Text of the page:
"I just think the idea that an incumbent is being challenged in such a vigorous way shows the intense anxiety the neighborhood has about what it's going to concede to be in the future," said Jonathan Westin, head of New York Communities for Change.

If Cumbo wins, she'll likely face off against long-shot Green Party candidate Jabari Brisport. Brisport, an active member of the Democratic Socialists of America, has garnered plenty of press, if not the requisite number of votes, for his far-left agenda: participatory budgeting for the NYPD, an anti-speculation tax to discourage property flipping. He's also pledged to slash his salary to the median income of Brooklyn.

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Reverend Kahder El-Yateem, who's running for City Council in southwest Brooklyn with a DSA endorsement. (via the El-Yateem campaign)

Brooklyn District 43: Bay Ridge, Dyker Heights, Bensonhurst, Bath Beach

With Vincent Gentile term-limited out and hoping to grab the Democratic nomination for the Brooklyn DA's race, a number of southwest Brooklyn residents are fighting for the Democratic nomination. Gentile's former chief of staff, Justin Brannan, got endorsements from Tish James and a number of unions in the city, including the TWU and the SEIU. Brannan has called for the city to take control of the bus and subway systems, and for the repeal of the 5-cent bottle deposit because of what he says are safety and privacy concerns.

Of the four other opponents running for the seat (Kevin Peter Carroll, Vincent Chirico, Nancy Tong and Khader El-Yateem), it's El-Yateem who's received the most press. After his endorsement by the DSA, there have been a slew of profiles of the Palestinian-American Lutheran reverend in left-leaning publications like The Nation, the Indypendent, Splinter News and uh, Gothamist. El-Yateem hasn't shied away from his DSA connection, telling us that he sees it as a strength in an area Bernie Sanders won in the 2016 primary. El-Yateem has called for an increase in funding for substance abuse counseling, an end to Broken Windows policing and for the Department of Buildings to more aggressively inspect plans for home conversions in order to cut down on illegal subdivisions.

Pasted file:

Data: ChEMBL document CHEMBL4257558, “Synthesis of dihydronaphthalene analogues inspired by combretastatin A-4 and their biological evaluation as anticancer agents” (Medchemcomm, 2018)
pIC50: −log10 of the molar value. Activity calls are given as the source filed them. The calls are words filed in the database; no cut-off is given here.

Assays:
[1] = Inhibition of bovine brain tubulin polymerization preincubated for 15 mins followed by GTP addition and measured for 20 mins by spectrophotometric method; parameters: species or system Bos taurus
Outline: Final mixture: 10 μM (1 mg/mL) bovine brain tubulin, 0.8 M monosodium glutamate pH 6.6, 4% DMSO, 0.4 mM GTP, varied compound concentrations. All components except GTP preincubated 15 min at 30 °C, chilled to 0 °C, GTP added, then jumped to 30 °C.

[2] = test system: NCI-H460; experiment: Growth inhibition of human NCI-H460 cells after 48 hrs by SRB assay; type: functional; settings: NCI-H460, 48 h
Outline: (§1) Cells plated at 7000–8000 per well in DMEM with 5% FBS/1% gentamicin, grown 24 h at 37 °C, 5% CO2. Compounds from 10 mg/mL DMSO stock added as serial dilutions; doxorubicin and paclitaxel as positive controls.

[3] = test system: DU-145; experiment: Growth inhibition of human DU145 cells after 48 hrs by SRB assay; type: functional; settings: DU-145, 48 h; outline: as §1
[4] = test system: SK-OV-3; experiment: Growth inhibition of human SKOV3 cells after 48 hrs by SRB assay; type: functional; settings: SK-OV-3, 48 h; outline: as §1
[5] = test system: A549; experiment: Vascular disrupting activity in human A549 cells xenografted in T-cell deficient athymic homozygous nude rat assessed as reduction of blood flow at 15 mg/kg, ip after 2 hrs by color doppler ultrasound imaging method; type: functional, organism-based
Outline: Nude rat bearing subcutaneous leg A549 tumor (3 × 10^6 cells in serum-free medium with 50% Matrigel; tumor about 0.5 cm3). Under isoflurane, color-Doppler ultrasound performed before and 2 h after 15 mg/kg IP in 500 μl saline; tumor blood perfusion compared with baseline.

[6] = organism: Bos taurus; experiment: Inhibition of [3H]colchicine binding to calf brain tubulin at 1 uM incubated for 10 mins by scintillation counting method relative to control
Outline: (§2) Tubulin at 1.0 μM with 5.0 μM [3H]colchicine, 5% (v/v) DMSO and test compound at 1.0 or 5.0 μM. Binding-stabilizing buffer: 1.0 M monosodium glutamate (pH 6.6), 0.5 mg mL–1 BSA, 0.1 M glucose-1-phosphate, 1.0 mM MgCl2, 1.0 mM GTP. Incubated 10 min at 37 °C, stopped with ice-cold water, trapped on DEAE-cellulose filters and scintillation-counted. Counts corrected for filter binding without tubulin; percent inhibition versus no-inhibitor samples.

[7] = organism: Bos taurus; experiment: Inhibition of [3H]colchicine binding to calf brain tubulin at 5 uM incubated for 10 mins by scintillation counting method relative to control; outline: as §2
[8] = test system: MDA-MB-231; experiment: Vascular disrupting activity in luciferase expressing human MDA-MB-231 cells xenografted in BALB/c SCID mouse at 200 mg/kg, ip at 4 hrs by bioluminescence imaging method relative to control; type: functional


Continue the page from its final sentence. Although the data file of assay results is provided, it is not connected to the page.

The New York Immigrant Action Fund has also thrown its support behind El-Yateem, who they see as well positioned to represent a growing immigrant voter base in a district that also has many white, working class voters. "We really felt that he was the best candidate to represent a changing district," said NYIAF's deputy director Anu Joshi.

Brooklyn District Attorney:

While two District Attorney seats are open this election, Manhattan and Brooklyn, only the latter is contested, with six candidates, all Democrats, vying for the job. As the New York Times recently pointed out, the group is difficult to parse on the issues, with everyone focusing on criminal justice reform: fewer prosecutions for low-level offenses, stronger protections for immigrants, a bail system less stacked against the poor.

Eric Gonzalez, interim DA since Ken Thompson's death in office, has positioned himself as the most qualified to carry Thompson's legacy, and recently received an endorsement from the paper of record (he's also got the major unions on his side). But the current front-runner received the lowest grade on a new report card compiled by 5 Boro Defenders: a coalition of public defenders, civil rights attorneys and academics from across the city. The group spent the last several months monitoring each candidate on topics including broken windows, police reform, bail reform, and immigration, looking for inconsistencies between media statements and more candid remarks at public forums. 5 Boro member Alisha Williams conceded that Gonzalez is the only candidate whose words are currently being put to the test. For the rest, "their grades would probably be lower if we saw them in the courtroom."

Highest marks on the 5 Boro report card went to Marc Fliedner, a DSA member and the first openly gay DA candidate in the nation. Fliedner is best known for successfully prosecuting NYPD Officer Peter Liang in the shooting death of East New York man Akai Gurley in a darkened stairwell in 2015. Late last week, he held a press conference outside the Pink Houses, where Gurley was shot, to announce a defamation lawsuit against Gonzalez. DNAInfo has a rundown of all of the candidates, including Anne Swern, a former assistant DA and managing counsel for the Brooklyn Defenders; Patricia Gatling, also a former assistant DA and head of the Commission on Human Rights; Ama Dwimoh, another Brooklyn DA's Office alumna who also worked for Borough President Eric Adams; and outgoing City Council member Vincent Gentile.

With Rebecca Fishbein and Dave Colon.